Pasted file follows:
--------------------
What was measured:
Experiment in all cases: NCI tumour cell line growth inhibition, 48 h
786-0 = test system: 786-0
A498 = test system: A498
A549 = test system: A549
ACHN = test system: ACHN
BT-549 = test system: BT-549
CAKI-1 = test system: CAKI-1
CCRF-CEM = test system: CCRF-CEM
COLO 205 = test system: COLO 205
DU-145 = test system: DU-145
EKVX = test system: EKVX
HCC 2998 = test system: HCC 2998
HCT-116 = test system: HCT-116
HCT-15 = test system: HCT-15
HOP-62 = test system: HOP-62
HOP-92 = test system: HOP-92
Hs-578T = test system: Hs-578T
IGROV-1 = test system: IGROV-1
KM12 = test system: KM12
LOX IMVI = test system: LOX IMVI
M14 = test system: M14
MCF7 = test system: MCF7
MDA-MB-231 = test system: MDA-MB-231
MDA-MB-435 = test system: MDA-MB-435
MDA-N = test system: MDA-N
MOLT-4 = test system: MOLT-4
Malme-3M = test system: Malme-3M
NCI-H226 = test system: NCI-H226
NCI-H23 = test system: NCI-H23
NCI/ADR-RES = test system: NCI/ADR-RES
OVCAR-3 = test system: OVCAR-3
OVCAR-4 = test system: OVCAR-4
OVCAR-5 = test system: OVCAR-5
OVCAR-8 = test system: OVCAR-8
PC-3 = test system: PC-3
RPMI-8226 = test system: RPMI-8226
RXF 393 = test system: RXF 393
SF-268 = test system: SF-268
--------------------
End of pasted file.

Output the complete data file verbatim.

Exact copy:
What was measured:
Experiment in all cases: NCI tumour cell line growth inhibition, 48 h
786-0 = test system: 786-0
A498 = test system: A498
A549 = test system: A549
ACHN = test system: ACHN
BT-549 = test system: BT-549
CAKI-1 = test system: CAKI-1
CCRF-CEM = test system: CCRF-CEM
COLO 205 = test system: COLO 205
DU-145 = test system: DU-145
EKVX = test system: EKVX
HCC 2998 = test system: HCC 2998
HCT-116 = test system: HCT-116
HCT-15 = test system: HCT-15
HOP-62 = test system: HOP-62
HOP-92 = test system: HOP-92
Hs-578T = test system: Hs-578T
IGROV-1 = test system: IGROV-1
KM12 = test system: KM12
LOX IMVI = test system: LOX IMVI
M14 = test system: M14
MCF7 = test system: MCF7
MDA-MB-231 = test system: MDA-MB-231
MDA-MB-435 = test system: MDA-MB-435
MDA-N = test system: MDA-N
MOLT-4 = test system: MOLT-4
Malme-3M = test system: Malme-3M
NCI-H226 = test system: NCI-H226
NCI-H23 = test system: NCI-H23
NCI/ADR-RES = test system: NCI/ADR-RES
OVCAR-3 = test system: OVCAR-3
OVCAR-4 = test system: OVCAR-4
OVCAR-5 = test system: OVCAR-5
OVCAR-8 = test system: OVCAR-8
PC-3 = test system: PC-3
RPMI-8226 = test system: RPMI-8226
RXF 393 = test system: RXF 393
SF-268 = test system: SF-268